You and your competitors have been living together for the past 50 years on a remote island. You’ve been in a constant, daily battle for food and supplies but there has always been enough to go around. You've survived. You may have even prospered… but today seems different.
Resources are running low and all is not as easy as it once was. The island is getting smaller yet more people seem to be arriving and putting even more strain on resources. Each day you watch on as another one of your competitors either swims off to somewhere new or, more worryingly, starves to death.
You're starting to look a bit thin yourself now but having done the same thing successfully for the past half a century you have convinced yourself that you're Bear Grylls. You think you're more or less indestructible.
This metaphor is the scenario that many businesses are facing today. They are under pressure from new entrants to the market to innovate, yet don’t have the agility or necessarily the right people to be able to decide on the right direction and commit to it.
When it comes to innovation, businesses have three choices. They can either:
- Stay put – trust in your proven processes
- Follow the crowd and swim off to the same Island as everyone else, or
- Head out and look for a new island of your own
1. Stay Put
After all, 'If it ain't broke don't fix it'. Follow this advice and it's almost certainly just a matter of time before you and your company become extinct.
Of course, you may get lucky and you may think that what you've always done will continue to serve you well in the future, but everyone else has moved on (including your customers) and in reality so should you. Looking at the bigger picture, as a global economy we are faced with a growing talent shortage. We have an ageing population, where a vast range of jobs that are now in demand didn’t exist 10 years ago. The skillsets of yesteryear are no longer relevant and as such there are a lack of people who have the skills to thrive in today's society. Faced with this reality, staying put does not seem like the smart play.
2. Follow the crowd and swim to the same island as everyone else.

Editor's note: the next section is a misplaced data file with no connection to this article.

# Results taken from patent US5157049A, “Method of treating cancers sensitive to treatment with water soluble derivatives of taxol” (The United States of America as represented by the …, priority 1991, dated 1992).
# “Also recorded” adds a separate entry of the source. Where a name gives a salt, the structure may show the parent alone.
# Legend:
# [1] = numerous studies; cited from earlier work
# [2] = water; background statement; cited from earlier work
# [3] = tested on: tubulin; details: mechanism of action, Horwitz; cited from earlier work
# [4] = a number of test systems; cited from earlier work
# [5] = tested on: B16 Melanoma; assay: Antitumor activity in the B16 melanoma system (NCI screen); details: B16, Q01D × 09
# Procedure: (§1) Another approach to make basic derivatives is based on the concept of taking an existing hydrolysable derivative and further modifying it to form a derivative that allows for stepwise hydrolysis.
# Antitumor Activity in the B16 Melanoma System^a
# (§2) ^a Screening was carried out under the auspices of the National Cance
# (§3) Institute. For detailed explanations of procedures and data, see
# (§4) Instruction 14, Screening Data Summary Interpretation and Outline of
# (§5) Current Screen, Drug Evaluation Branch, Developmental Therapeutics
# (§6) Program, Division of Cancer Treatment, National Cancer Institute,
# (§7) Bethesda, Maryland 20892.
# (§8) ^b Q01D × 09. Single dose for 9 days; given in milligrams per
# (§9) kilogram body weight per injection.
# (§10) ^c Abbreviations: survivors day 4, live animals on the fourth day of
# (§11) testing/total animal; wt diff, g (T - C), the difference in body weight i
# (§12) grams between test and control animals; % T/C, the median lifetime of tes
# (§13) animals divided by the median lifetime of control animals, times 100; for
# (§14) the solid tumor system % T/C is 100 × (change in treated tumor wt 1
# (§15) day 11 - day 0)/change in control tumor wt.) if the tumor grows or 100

There are pros and cons to this approach. On one hand you risk being late to the party and may inevitably miss out on a decent proportion of market share, but on the other hand a lot of the dangers on the island would have been ironed out by the first people there who assumed a large portion of the risk.
Apple is probably the best example of this when executed properly. They famously use ‘second-mover-advantage’ to ensure that other companies’ products are essentially the guinea pigs for their innovations. If this works for the most valuable company on the planet then it can't be a bad idea. To execute it though requires a blend of big thinkers, innovators, pioneers and executors – both in the management team and the workforce as a whole.
3. Head out and search for an island of your own.
Become a true innovator.
This approach has the highest risk/reward ratio. You're gambling on the unknown and can make expensive mistakes, perhaps never even finding a new island at all. This could lead to severe pressure on your position and a loss of shareholder confidence. The rewards though can be huge as if you do get to an island no one has ever seen or heard of. Much like the early investors in the internet, building websites and businesses like Yahoo! that have become household names.
So do you stay true to what has served you well historically or roll the dice and look to invest in innovation??
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